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  Mount Everest 2004 Expedition: Americans Dan Lochner and Dan Meggitt

Dispatch Everest 2004 Team Endeavor

Dan Lochner & Dan Meggitt Team Endeavor - Everest 2004 North

Dispatch #4 - April 09, 2004 - Team Endeavor:  At the moment, Dan and I are in Tingri, Tibet, approximately five hours from Everest Base Camp by truck and five hours from the last town of Nyalam. The plan is to stay two nights in Tingri and then drive to Base Camp. Currently, as I am writing this dispatch, I can see the summit pyramid of Everest and the ridge leading to the summit.

The town itself is boring and we are already looking forward to Base Camp. The guest house rooms are nothing more than concrete cells with tapestries affixed on the walls and a light bulb hanging from the ceiling. The terrain is flat and the area is very dusty.

Before arriving in Tingri, we spent two nights in Nyalam. The town is set in a shallow valley with several surrounding hills and in the distance large snowcapped peaks can be seen, providing us with an idea of what is to come. The temperature is noticeably colder than Zangmu and during the two days we spent in Tingri, it lightly sprinkled snow and ice.

To assist in our acclimatization, Dan and I hiked up a nearby peak to its summit, at approximately 14,700 feet. Later we discovered that the mountain is a burial ground for the town's people and climbing to its peak is bad karma for making the summit of Everest. Too late now.

The guest house was pretty decent, having plenty of internet terminals, a warm sitting room and ok rooms. After unpacking in our room, Dan and I heard a noise from behind. Quickly turning around, we noticed a plump rat dart up the corner of the wall and into a small opening in the ceiling. Even more entertaining was during the night, when we heard the rat scamper around from one side of the room to the other provoking Dan and I to laugh uncontrollably.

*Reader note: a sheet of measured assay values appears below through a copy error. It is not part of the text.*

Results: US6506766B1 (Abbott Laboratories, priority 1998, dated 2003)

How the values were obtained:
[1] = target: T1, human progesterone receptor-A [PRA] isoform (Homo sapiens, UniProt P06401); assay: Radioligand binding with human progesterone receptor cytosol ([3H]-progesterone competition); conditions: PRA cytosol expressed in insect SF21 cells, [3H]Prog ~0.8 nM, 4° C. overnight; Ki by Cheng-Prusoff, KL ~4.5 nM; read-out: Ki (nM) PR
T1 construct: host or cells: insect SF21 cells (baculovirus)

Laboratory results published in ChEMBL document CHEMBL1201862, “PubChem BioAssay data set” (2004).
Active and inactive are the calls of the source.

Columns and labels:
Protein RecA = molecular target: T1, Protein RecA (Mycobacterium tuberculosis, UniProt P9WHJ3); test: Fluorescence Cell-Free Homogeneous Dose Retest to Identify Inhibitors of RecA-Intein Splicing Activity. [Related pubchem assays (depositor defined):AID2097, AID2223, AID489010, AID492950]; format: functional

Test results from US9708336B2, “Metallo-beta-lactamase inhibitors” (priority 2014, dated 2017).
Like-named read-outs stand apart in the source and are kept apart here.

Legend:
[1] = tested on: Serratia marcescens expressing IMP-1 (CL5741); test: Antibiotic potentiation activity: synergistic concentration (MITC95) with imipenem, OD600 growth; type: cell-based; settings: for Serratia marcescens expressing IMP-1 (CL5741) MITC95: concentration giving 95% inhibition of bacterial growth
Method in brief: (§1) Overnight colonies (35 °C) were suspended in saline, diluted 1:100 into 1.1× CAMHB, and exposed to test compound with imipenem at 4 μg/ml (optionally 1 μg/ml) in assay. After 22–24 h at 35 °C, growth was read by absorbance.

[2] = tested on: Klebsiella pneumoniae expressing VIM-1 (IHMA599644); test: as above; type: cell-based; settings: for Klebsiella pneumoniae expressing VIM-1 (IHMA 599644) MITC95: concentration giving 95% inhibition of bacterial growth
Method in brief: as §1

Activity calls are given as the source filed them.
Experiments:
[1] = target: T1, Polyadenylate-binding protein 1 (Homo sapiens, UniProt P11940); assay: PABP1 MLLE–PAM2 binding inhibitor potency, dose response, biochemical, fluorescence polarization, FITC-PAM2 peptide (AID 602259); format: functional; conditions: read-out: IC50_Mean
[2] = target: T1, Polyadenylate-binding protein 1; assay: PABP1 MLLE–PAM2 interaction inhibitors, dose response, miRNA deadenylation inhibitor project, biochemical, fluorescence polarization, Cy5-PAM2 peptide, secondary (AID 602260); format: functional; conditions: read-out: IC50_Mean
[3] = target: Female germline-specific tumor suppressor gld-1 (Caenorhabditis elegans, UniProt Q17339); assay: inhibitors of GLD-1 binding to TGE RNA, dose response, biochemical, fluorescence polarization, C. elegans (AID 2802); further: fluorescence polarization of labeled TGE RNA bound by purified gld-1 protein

I must cut this dispatch short as my battery is running low on my laptop and there is no power in town at the moment. All is well from here in Tingri.

Dispatch #6 - April 13, 2004 - Team Endeavor - Mount Everest - North

From now on, since I am tired of typing out ďBase CampĒ and ďAdvanced Base Camp,Ē I will now refer to them as BC and ABC.

Yesterday, Dan and I went for an acclimatization hike. Although we both went our separate directions, we both reached about 18,600 feet before returning to BC. I was trying to reach the summit of a nearby peak but I turned around so I didnít miss lunch!

After lunch, we spent the rest of the day rummaging through the remainder of our gear placed in barrels. Dan and I have been able to locate almost everything except my American, Prostate Cancer Climb and Carvill flag. Hopefully Iíll find them at some point as I hope to fly them at the summit, if the opportunity arises.

Last night after dinner, Dan and I walked down to the lower section of BC with our Sherpa to a tea house called Hotel de California. Itís basically a large A-frame tent with old couches and dirt floors run by a very nice group of Tibetans. We relaxed here for a few hours and listened to the Tibetans sing and dance. Not understanding what they were saying, I asked Lakpa Sherpa to translate their lyrics for me. Translating it, Lakpa explained that they were singing that they might not have diamonds or gold but they have big hearts. We both enjoyed their Tibetan music and kindness very much.